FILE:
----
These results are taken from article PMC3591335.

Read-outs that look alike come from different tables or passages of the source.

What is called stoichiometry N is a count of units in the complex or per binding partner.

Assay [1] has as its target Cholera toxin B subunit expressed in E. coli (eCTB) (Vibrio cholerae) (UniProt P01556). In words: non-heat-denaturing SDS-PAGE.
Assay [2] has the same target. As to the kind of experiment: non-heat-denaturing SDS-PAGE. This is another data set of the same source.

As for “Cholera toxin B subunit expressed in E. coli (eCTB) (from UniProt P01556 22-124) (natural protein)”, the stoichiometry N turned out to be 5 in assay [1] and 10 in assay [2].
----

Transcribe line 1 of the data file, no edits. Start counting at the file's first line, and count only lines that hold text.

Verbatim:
These results are taken from article PMC3591335.